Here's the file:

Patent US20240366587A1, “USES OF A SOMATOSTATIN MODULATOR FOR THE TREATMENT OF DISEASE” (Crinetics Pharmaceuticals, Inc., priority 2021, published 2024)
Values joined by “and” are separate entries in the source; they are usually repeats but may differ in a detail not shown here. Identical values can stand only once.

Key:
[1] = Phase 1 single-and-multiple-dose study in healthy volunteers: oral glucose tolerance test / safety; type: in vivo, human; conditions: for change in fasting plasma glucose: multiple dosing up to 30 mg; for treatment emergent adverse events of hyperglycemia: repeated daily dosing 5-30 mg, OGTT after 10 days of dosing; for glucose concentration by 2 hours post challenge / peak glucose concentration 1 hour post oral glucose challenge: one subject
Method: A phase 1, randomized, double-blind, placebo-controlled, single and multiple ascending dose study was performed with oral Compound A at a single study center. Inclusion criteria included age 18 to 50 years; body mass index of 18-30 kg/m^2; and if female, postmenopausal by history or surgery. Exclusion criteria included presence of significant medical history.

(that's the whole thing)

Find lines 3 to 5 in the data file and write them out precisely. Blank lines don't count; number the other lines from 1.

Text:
Key:
[1] = Phase 1 single-and-multiple-dose study in healthy volunteers: oral glucose tolerance test / safety; type: in vivo, human; conditions: for change in fasting plasma glucose: multiple dosing up to 30 mg; for treatment emergent adverse events of hyperglycemia: repeated daily dosing 5-30 mg, OGTT after 10 days of dosing; for glucose concentration by 2 hours post challenge / peak glucose concentration 1 hour post oral glucose challenge: one subject
Method: A phase 1, randomized, double-blind, placebo-controlled, single and multiple ascending dose study was performed with oral Compound A at a single study center. Inclusion criteria included age 18 to 50 years; body mass index of 18-30 kg/m^2; and if female, postmenopausal by history or surgery. Exclusion criteria included presence of significant medical history.